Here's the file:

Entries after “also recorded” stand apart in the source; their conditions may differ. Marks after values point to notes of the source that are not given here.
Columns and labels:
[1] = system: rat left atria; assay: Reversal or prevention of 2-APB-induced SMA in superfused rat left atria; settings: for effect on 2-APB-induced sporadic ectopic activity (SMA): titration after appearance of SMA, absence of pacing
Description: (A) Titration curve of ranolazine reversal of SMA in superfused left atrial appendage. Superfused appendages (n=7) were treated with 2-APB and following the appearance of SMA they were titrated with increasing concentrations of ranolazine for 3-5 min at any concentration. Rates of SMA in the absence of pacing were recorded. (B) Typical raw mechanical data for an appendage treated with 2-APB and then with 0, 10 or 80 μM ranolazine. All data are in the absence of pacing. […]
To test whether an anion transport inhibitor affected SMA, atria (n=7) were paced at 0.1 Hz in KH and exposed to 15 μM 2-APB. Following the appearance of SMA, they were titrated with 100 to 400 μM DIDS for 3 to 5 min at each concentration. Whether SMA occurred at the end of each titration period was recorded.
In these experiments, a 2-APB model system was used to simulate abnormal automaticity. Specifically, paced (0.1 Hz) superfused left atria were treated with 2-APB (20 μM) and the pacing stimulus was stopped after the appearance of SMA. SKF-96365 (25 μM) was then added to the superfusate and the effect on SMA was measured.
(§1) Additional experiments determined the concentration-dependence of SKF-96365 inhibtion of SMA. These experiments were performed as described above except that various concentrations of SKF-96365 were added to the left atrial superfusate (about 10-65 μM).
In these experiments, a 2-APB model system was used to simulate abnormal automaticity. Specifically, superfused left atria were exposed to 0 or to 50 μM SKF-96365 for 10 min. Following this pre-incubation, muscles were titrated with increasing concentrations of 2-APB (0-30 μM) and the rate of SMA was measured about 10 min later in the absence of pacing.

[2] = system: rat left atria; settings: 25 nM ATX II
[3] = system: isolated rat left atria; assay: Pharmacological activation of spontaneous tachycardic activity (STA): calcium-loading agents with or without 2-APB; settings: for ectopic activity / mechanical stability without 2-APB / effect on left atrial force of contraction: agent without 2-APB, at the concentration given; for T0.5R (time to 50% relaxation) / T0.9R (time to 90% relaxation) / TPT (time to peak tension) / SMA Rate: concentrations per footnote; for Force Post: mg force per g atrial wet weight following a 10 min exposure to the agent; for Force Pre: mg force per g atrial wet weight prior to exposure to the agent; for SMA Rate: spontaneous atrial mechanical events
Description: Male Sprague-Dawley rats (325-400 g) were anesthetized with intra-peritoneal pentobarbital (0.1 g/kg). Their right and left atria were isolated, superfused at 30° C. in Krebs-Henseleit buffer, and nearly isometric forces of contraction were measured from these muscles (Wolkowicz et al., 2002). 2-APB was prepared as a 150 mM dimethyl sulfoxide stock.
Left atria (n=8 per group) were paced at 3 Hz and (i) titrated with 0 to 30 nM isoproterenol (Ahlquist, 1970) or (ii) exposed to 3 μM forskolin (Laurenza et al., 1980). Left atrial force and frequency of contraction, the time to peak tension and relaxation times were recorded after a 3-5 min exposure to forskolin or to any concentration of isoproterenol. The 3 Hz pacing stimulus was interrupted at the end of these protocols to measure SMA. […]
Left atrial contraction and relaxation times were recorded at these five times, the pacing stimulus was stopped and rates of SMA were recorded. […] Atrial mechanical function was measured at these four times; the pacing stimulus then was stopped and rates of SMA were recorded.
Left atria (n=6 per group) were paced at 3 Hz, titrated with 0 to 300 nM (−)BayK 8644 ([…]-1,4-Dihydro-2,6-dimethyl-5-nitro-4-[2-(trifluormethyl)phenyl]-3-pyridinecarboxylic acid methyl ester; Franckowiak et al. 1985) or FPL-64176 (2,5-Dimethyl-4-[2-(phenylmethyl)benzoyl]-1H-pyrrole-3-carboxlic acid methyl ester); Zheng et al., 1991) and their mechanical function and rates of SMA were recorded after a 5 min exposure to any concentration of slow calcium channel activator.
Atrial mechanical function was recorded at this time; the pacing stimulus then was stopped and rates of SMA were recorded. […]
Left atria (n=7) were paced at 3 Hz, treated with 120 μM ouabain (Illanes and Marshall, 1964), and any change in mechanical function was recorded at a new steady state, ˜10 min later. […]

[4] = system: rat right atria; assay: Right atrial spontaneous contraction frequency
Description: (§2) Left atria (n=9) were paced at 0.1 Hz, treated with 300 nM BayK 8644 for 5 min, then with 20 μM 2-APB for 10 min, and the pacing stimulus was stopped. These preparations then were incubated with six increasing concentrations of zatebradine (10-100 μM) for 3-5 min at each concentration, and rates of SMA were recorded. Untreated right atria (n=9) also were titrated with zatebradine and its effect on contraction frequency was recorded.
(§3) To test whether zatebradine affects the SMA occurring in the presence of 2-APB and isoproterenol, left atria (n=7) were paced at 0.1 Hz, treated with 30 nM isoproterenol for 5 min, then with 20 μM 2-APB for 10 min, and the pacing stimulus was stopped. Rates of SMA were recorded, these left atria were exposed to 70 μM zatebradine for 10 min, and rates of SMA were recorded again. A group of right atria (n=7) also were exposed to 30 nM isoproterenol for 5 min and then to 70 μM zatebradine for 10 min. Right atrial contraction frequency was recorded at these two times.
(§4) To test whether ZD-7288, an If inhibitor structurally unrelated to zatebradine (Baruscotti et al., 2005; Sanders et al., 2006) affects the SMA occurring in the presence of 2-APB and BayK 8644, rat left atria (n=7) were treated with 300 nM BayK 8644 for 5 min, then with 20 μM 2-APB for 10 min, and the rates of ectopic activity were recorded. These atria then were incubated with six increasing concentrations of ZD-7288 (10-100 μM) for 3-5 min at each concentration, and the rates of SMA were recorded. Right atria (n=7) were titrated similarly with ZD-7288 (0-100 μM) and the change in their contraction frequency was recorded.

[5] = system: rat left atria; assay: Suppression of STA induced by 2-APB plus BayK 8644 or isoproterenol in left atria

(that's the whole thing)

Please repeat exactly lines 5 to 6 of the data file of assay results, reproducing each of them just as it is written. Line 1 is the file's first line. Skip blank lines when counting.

To test whether an anion transport inhibitor affected SMA, atria (n=7) were paced at 0.1 Hz in KH and exposed to 15 μM 2-APB. Following the appearance of SMA, they were titrated with 100 to 400 μM DIDS for 3 to 5 min at each concentration. Whether SMA occurred at the end of each titration period was recorded.
In these experiments, a 2-APB model system was used to simulate abnormal automaticity. Specifically, paced (0.1 Hz) superfused left atria were treated with 2-APB (20 μM) and the pacing stimulus was stopped after the appearance of SMA. SKF-96365 (25 μM) was then added to the superfusate and the effect on SMA was measured.